Dog Bite Injury
This picture is of a rescue volunteer/foster's calf who was the recipient of redirected aggression that was triggered by the foster's personal dogs. Now, does the well meaning trainer who insists on "my way or the highway" really sound so bad?
I am probably going to make some folks very upset with this article but the truth needs to be told. For the rescues where the following criticisms don't apply please don't be offended - Thanks for all that you do. Please be advised though, that these bad rescue organizations give people a negative view of rescue and in turn damage your legitimate association by the typical behavior of people painting things with a broad brush. If the shoe doesn't fit please don't wear it. My comments are certainly valid for many of the rescues I have seen.
I have witnessed rescues repeatedly do introductions of dogs into multi-dog homes that have set the dog up for failure. In addition to the dog potentially not getting a home, it puts all of the dogs and humans at risk.
I have approached rescues in the past to change their ways. This typically falls on deaf ears. Some of them have even said to me, "Our approach has worked in the past... maybe we are just lucky!". These folks don't realize that their luck will eventually run out.
In a recent case, I got into a huge debate with a rescue with regards to their approach. They had just had three dogs returned from fosters. Two out of the three were returned because the fosters claimed that they were beginning to see aggression issues. You would think that the rescue would want to do some analysis of what was going wrong instead of burning bridges with fosters. Fosters are hard to come by. Instead of questioning their own actions, the quick and easy excuse is always, "People Suck!". That's easy to say instead of accepting some of the blame. Yes, they kick people in the groin that went out of their way to help them out. Even if the fostering lasted one month, the foster did the rescue a big favor by providing the dog a temporary home. Remember that typically there is little cost to the rescue. Some of these folks seem to have a feeling of entitlement. Years ago, when I started donating training time to rescues, other trainer friend's told me that if you do it for free, it will be seen as not having any value. Years later... he was 100% correct!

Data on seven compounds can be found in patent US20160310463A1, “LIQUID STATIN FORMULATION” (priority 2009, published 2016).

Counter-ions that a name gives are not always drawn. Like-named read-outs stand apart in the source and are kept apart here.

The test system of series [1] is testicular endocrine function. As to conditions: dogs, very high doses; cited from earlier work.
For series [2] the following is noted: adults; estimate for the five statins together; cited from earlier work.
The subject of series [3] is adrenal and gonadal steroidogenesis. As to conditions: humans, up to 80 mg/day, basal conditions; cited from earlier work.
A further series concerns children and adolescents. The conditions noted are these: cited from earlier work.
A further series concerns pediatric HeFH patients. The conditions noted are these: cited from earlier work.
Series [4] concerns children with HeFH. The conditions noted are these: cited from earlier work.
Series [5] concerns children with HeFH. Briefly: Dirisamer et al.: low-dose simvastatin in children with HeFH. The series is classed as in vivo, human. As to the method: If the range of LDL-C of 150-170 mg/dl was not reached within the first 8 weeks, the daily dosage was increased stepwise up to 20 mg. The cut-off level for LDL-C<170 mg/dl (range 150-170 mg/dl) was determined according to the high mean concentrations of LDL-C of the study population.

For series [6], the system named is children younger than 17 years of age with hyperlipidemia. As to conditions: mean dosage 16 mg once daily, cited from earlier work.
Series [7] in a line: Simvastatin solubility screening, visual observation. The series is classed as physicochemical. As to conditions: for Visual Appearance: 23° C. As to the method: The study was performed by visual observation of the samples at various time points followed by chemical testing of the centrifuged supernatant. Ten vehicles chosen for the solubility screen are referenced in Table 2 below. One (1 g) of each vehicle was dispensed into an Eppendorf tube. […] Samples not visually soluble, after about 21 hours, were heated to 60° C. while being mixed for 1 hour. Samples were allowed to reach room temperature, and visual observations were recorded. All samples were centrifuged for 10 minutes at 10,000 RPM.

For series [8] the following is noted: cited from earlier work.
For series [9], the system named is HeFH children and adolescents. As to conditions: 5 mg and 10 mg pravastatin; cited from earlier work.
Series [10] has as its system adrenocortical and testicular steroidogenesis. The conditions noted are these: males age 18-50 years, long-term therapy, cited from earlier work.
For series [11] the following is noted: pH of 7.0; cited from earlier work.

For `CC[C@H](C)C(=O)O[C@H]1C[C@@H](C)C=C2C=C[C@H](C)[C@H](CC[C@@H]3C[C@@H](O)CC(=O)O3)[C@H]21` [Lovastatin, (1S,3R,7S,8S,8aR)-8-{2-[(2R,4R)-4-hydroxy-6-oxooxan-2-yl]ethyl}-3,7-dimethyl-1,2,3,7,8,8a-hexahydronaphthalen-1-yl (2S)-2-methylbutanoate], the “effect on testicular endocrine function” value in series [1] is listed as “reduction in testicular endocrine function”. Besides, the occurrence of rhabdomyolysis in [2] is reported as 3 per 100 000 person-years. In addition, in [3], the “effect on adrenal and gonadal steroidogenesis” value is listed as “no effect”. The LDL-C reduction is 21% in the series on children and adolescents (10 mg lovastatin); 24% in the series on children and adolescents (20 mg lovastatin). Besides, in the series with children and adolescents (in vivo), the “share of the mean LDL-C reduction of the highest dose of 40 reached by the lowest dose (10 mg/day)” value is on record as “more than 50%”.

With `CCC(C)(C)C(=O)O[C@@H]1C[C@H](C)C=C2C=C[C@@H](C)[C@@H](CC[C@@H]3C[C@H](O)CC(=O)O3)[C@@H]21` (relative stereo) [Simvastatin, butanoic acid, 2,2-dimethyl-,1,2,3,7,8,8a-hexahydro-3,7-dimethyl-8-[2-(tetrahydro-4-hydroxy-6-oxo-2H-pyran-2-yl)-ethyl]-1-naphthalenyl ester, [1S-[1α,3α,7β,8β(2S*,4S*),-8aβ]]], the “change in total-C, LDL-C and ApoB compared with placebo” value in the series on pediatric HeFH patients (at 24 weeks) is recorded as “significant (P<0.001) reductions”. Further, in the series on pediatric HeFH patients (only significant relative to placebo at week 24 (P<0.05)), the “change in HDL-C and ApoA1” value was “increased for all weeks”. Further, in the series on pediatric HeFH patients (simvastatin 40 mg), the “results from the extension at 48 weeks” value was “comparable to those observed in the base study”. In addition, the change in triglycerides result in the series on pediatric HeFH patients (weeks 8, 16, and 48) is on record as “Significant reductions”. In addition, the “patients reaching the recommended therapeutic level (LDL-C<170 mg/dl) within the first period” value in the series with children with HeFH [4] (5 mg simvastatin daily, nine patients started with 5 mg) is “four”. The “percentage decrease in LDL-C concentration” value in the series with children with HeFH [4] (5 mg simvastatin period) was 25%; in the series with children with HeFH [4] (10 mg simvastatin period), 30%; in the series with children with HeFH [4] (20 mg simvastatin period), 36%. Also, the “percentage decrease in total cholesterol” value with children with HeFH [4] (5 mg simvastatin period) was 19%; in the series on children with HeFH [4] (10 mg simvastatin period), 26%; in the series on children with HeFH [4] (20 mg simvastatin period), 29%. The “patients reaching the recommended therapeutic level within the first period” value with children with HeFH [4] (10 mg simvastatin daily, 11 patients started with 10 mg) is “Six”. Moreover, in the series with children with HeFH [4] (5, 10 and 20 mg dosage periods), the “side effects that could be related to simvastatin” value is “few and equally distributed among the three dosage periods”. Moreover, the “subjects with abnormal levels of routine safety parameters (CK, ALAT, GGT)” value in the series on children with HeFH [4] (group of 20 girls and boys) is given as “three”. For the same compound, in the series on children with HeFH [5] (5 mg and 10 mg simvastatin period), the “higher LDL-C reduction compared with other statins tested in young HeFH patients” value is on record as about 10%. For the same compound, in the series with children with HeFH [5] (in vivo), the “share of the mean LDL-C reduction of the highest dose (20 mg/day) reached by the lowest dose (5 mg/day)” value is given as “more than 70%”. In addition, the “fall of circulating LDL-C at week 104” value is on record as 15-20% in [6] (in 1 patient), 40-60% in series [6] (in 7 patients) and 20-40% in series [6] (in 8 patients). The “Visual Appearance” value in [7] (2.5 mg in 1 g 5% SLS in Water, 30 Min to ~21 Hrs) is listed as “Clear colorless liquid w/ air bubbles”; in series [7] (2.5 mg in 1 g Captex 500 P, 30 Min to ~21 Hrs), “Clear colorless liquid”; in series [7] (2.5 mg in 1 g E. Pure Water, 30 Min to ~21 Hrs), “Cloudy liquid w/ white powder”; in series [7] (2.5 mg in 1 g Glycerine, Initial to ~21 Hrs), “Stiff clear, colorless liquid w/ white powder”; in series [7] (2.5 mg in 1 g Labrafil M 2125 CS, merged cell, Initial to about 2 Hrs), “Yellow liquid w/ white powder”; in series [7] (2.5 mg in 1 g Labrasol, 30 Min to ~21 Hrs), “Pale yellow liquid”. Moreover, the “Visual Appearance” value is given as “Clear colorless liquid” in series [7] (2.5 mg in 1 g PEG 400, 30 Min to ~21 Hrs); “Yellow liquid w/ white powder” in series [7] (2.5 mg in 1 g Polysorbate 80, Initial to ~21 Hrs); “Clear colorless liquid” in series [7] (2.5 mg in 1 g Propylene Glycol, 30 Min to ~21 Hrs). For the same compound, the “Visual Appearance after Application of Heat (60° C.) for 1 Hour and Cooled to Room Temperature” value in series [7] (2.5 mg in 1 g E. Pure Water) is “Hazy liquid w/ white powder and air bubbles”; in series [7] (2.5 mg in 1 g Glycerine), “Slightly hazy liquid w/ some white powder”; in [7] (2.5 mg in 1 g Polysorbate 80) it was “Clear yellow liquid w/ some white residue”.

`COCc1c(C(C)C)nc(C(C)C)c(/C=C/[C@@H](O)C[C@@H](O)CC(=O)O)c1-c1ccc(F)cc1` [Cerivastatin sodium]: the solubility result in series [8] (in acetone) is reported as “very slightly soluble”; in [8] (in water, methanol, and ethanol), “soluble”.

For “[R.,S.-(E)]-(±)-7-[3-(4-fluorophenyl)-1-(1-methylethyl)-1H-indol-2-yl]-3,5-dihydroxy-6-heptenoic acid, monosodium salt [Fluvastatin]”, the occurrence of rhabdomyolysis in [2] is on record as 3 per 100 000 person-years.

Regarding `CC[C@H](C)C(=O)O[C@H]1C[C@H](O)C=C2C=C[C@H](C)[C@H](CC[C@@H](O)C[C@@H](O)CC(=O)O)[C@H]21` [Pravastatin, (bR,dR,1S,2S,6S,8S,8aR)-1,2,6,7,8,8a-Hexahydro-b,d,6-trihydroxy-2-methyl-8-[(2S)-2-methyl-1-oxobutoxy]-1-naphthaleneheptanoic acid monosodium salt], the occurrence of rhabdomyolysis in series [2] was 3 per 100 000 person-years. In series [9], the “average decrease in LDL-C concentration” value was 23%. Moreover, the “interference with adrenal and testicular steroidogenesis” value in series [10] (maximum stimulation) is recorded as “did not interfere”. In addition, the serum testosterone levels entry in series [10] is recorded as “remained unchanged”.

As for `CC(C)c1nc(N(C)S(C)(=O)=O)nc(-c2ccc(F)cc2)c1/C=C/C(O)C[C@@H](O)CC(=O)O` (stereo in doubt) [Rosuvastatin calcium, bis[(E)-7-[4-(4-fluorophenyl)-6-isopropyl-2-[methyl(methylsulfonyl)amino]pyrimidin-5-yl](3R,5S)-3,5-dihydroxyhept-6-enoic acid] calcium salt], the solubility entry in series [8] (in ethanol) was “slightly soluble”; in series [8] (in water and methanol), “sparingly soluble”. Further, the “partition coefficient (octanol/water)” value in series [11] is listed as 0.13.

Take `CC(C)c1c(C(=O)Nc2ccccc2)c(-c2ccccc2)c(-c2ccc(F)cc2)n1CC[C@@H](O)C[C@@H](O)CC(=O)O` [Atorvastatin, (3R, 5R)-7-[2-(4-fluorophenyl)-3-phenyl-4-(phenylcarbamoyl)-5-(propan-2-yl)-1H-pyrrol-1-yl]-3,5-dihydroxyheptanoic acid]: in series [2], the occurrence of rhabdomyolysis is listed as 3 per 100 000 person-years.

This same rescue wanted me to do the TV style 5 minute intro, at the new foster's house. I told them that I don't referee dog fights. I don't do TV style nonsense either. I take a slow approach that often takes ten days to two weeks before the dogs even get to interact with each other. They have of course exclaimed, "That's too much work! That is too hard to do! Can you shorten it?". Yes, sometimes it can be shortened - other times it is lengthened. I let the dogs tell me when they might be ready. I am using the word might because no human really knows what goes on between the ears of the dog. Anyways, the rescue would rather chance dogs, killing each other or perhaps having dogs maimed for life or maybe even a human badly injured. All of this because it's apparently too hard and too much work.
I am shocked and amazed by all of these rescue folks who claim that "Would do anything for the dog" and "Whatever it takes" but then discard safety because a plan of "Crate-Rotate and Observe" is too much work for them.
If you're in rescue and you do a bad job, sorry you don't get a special place in heaven reserved for you. You're obviously doing something so that in your mind you can feel good about yourself because you certainly aren't doing it for the dogs.